Trauma pan-scan in resuscitative endovascular occlusion:
a novel strategy for hemodynamically unstable polytrauma patients
Keywords:Resuscitative endovascular balloon occlusion of the aorta; REBOA; Trauma pan-scan; computed tomography; Multidisciplinary training; hemorrhagic shock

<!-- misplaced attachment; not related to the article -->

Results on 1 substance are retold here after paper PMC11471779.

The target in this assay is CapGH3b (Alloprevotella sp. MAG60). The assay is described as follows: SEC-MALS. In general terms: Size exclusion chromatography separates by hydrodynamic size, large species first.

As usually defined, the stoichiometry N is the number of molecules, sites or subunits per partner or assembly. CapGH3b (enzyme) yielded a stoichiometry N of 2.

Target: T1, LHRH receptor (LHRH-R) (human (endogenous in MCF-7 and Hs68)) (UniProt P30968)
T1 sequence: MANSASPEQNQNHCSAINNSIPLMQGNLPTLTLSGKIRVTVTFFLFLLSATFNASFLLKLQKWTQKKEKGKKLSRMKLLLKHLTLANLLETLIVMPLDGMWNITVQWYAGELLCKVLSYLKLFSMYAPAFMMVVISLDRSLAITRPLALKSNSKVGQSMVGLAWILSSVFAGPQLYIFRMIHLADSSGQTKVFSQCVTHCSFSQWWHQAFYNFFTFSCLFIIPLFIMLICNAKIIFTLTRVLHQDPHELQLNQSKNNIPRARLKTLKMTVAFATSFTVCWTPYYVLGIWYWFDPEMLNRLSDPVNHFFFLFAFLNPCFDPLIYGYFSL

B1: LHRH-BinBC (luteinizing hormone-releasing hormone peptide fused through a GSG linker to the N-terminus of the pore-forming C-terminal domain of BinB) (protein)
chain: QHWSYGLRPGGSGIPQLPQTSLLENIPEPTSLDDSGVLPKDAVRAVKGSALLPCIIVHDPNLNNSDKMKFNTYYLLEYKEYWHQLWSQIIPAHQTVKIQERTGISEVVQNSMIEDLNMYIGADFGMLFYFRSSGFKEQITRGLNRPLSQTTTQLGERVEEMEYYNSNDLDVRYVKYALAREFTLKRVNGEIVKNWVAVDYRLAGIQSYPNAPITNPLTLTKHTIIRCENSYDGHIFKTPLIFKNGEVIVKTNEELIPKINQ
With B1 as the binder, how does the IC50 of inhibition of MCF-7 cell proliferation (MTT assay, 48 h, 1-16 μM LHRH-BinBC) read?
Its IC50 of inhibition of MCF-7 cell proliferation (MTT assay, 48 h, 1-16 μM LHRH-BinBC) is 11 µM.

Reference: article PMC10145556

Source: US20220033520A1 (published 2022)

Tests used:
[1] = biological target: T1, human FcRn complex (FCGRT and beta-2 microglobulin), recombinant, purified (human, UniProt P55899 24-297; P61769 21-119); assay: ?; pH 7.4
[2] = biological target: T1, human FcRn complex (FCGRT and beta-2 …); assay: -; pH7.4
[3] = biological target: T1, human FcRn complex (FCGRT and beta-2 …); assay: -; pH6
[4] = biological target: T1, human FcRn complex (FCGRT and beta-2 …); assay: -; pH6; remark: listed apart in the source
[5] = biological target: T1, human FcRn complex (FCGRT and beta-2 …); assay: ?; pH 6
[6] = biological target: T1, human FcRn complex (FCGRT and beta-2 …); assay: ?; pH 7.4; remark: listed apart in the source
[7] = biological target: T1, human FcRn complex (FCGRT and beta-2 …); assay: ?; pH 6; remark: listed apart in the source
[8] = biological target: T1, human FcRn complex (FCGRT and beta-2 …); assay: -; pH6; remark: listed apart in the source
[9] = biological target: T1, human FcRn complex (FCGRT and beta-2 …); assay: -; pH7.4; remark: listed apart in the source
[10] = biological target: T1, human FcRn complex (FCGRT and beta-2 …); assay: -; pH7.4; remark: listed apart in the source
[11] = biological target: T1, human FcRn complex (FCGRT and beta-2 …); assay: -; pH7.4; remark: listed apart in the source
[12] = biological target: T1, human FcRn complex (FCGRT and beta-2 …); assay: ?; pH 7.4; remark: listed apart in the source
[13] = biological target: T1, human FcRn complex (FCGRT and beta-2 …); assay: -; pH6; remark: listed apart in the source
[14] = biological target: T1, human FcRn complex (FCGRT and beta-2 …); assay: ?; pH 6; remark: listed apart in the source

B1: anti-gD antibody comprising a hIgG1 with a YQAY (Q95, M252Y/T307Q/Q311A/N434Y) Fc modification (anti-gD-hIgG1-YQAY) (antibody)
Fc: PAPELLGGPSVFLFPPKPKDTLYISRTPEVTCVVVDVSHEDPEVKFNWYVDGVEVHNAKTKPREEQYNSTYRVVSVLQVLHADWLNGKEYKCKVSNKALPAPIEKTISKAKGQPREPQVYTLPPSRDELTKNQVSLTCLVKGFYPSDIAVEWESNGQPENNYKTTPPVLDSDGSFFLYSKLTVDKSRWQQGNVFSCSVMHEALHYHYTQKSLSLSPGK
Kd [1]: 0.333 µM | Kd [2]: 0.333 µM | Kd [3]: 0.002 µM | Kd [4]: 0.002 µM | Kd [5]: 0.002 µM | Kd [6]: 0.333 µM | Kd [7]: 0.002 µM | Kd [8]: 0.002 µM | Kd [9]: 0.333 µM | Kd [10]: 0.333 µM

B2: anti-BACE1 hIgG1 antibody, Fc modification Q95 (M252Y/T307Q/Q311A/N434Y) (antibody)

Trauma pan-scan (TPS) offers a benefit in trauma care. Resuscitative endovascular resuscitative endovascular occlusion of the aorta (REBOA) may allow the opportunity to scan hemodynamically unstable (HU) polytrauma patients; however, the benefits and risks of REBOA-TPS remains unknown. The rationale for TPS in HU patients is to choose the best disposition and to quickly achieve hemostasis rather than directly initiating surgery without scanning. TPS would most benefit geriatric trauma patients and those with coagulopathies with unidentified bleeding sources, particularly non-cavitary hemorrhage in blunt trauma and accompanying brain injury, because TPS may predict unexpected physiological collapse by anatomical imaging. CT is a common cause of flow disruption, but trauma team training shortened the time spent in the CT room from 16.8 to 7.3 minutes (P<0.001). While REBOA-TPS cannot be utilized widely and indiscriminately, its appropriate use may increase the salvageable trauma population.